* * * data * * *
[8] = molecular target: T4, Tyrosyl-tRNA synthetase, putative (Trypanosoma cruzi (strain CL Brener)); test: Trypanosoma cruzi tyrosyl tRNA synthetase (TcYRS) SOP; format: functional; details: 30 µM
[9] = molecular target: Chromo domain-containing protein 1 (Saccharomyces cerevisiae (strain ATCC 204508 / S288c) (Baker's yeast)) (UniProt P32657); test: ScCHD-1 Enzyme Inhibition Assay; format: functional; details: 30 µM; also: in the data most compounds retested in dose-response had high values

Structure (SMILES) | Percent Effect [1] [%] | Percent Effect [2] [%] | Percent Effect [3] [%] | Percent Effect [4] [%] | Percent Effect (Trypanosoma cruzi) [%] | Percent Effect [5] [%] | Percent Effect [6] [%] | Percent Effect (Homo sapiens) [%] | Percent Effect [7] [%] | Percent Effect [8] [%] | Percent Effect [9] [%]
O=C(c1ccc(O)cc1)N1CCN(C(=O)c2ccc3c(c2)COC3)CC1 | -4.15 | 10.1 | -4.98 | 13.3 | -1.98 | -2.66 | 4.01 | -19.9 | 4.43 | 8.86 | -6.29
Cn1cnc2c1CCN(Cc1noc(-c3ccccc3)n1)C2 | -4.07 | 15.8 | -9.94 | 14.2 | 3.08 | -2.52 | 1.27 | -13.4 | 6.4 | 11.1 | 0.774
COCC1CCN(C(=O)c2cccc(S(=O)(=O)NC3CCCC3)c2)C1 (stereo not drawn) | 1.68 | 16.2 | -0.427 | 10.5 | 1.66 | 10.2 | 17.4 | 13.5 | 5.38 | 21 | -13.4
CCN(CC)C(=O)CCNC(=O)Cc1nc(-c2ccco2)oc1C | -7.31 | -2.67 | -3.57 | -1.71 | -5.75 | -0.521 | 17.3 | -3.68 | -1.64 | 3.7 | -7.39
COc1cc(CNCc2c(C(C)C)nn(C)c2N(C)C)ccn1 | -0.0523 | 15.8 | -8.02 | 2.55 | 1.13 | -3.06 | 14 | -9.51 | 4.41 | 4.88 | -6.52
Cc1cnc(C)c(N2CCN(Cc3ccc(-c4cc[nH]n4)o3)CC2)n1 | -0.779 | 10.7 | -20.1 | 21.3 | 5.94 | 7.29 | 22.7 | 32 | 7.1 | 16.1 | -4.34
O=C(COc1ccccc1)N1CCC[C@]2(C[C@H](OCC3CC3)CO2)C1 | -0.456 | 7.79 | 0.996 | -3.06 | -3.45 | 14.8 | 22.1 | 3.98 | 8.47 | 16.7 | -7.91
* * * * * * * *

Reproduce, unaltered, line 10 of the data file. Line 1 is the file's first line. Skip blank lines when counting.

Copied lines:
O=C(COc1ccccc1)N1CCC[C@]2(C[C@H](OCC3CC3)CO2)C1 | -0.456 | 7.79 | 0.996 | -3.06 | -3.45 | 14.8 | 22.1 | 3.98 | 8.47 | 16.7 | -7.91